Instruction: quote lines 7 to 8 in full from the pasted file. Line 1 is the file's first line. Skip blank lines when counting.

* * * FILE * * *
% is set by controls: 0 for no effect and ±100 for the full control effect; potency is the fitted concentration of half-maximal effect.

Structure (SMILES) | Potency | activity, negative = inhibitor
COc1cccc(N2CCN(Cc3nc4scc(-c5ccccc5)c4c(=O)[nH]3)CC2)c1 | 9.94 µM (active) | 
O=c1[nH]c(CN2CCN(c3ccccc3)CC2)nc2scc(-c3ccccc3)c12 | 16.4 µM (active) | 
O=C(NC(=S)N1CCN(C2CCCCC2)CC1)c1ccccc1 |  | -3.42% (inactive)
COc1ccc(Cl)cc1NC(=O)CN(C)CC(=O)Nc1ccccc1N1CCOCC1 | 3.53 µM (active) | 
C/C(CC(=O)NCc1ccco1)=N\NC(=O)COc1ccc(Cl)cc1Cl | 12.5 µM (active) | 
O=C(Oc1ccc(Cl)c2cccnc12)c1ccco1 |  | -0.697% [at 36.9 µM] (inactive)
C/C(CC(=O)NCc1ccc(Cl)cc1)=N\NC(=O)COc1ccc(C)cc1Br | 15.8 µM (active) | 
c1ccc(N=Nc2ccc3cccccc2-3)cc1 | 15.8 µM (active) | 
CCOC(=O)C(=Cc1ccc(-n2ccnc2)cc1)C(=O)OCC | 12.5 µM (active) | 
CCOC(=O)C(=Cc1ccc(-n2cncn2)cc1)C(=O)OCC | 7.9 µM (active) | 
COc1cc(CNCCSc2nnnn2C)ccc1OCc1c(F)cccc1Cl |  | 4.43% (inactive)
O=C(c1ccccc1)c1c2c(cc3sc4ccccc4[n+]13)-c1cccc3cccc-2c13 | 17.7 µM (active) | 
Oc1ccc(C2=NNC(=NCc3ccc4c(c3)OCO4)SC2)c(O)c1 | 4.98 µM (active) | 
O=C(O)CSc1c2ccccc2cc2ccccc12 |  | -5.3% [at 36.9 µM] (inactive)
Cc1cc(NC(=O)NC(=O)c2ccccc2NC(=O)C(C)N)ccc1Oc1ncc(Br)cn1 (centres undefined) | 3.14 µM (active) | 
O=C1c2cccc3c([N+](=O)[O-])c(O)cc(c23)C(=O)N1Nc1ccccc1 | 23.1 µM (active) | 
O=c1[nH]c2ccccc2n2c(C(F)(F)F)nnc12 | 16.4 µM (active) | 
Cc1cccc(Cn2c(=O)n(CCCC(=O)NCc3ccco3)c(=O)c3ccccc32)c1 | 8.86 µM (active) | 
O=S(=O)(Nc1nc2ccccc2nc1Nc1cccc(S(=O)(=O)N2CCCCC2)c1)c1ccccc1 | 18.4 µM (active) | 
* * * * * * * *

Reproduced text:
C/C(CC(=O)NCc1ccco1)=N\NC(=O)COc1ccc(Cl)cc1Cl | 12.5 µM (active) | 
O=C(Oc1ccc(Cl)c2cccnc12)c1ccco1 |  | -0.697% [at 36.9 µM] (inactive)